How Do I Get Better-Tasting Water?

We have a deep well, and the water has a lot of iron and that rotten-egg-like sulfur smell. A water-softening system makes the water fine for laundry and bathing, but it doesn’t taste nice.

Q: We have a deep well, and the water has a lot of iron and that rotten-egg-like sulfur smell. A water-softening system makes the water fine for laundry and bathing, but it doesn’t taste nice. The system’s old, and we’d like to replace it with something that could solve the taste problem. Anything new out there? — B. V. Wood, Katonah
A: I have the same problem at my house, so, even though conversations with plumbers usually leave me feeling that we might as well be discussing matters in a Slavic tongue for all I’m able to grasp, I was pleased to delve in for you.
Joe Scollan, whose Mahopac company, Bee & Jay Plumbing, has been dealing with such problems for 46 years, says that, to answer your question accurately, he’d need to know the precise chemistry of your water. There are various minerals and contaminants that require different treatments, and there are several “green” methods. But Westchester water typically has “a fair amount of iron and it’s usually high in calcium,” Scollan says. Both of those play havoc with your pipes and appliances, and make cleaning products less effective. “So a new water softener is the best, first line of defense. It protects your plumbing system against corrosion and calcium buildup, and the payoff is clear, soft water,” he says. According to Scollan, the technology has changed dramatically in the last 10 years. Modern systems are extremely efficient—they take out more minerals, they’re very durable, they’re low maintenance, and they consume far less water and salts to backwash and clean themselves. (I’m picturing a little creature down in the cellar at this point.)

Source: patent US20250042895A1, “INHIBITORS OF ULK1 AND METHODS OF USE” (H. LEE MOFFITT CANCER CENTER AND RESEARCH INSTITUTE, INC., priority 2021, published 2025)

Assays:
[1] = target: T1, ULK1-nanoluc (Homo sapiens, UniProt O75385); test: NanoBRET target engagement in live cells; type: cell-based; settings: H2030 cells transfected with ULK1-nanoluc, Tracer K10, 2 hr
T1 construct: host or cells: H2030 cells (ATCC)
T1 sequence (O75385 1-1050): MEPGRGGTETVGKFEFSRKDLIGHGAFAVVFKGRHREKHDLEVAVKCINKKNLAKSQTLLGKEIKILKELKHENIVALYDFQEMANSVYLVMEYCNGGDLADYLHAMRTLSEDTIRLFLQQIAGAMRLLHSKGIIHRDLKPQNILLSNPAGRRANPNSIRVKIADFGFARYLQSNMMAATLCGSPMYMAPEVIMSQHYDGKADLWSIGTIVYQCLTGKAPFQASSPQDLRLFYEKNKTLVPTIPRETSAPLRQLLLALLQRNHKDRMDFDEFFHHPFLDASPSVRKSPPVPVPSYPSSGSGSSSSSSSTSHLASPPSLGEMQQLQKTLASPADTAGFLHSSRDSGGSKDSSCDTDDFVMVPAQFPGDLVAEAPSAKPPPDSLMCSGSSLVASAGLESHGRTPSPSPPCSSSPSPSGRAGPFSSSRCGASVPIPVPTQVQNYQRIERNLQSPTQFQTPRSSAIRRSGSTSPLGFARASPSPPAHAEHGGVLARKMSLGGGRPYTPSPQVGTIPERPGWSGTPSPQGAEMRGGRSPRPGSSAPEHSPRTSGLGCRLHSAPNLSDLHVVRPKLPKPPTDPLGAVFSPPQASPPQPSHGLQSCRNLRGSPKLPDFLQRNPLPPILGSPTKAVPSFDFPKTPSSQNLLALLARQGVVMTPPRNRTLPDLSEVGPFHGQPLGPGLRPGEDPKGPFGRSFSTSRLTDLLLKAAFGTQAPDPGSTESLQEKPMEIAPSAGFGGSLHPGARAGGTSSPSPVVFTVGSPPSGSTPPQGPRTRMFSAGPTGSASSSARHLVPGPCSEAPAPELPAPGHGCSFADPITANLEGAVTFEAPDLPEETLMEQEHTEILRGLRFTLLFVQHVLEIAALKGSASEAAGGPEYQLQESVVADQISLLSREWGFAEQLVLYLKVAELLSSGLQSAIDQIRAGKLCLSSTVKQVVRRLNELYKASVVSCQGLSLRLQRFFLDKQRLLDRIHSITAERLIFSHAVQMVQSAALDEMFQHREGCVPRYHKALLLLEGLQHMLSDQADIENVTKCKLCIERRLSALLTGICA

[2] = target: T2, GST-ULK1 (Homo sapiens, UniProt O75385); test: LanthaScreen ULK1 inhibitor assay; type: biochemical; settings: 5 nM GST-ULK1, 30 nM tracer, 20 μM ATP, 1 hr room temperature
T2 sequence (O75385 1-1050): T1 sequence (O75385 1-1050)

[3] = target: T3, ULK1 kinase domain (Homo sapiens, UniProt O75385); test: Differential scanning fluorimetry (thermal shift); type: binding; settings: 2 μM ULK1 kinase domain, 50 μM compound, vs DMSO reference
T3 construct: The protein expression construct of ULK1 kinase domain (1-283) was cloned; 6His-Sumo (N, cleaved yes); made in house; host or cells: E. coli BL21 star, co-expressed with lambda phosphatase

Essentially, a water softener takes out hard minerals by creating a process in which mineral ions in the water are attracted to a thing called the resin bed inside the softener. Every so often, a wash of potassium chloride flows over the resin bed, pulls off the minerals that are stuck on the surface, and flushes them down the drain. “There’s a final rinse cycle with fresh water, like in a washing machine,” Scollan says, which gets the resin bed ready for another round. “The nice thing is that the resin bed in the new softeners will last 15 to 20 years, so the only curveball is that you need to protect it from sediment — silt, sand, iron,” which you trap with a filter.
A good system begins at about $1500 to $1800, depending on the size of your home, how many people live there, and the water chemistry. Properly softened water usually has a bland taste. If there’s still a flavor you don’t like, Scollan recommends you install a whole-house carbon filter. “It’s a wonderful addition, a great taste- and odor-polisher,” he notes. Such a system, which removes any lingering taste and smell, would be installed in the basement, and costs about the same as a water softener.
Neither soluble iron nor sulfur in drinking water are health hazards, but both are nasty. If those minerals are your only problem, “a chlorinator could work well, depending on the amount in the water,” Scollan says. Then, you follow up with a filter to trap the iron deposits and a carbon filter to eliminate the swimming-pool taste. You can either have a dry-pellet chlorinator installed on the wellhead or put an inline chlorinator in the basement. “Sort of like an IV,” Scollan adds. A greensand iron filter is an option if your “raw” water has rust in it. If you have very low levels of sulfur, an aerator might do the trick by (as I understand it) bubbling the smell away.
Finally, UV treatments destroy nasty organisms that might be lurking in your well. “Plumbing is not an earth-shattering subject for most folks,” Scollan admits, when I explain that I’m supposed to interpret this info rather than send everyone straight to his website (here’s his website: “But if you soften and filter your water, all your ducks are in a row.”

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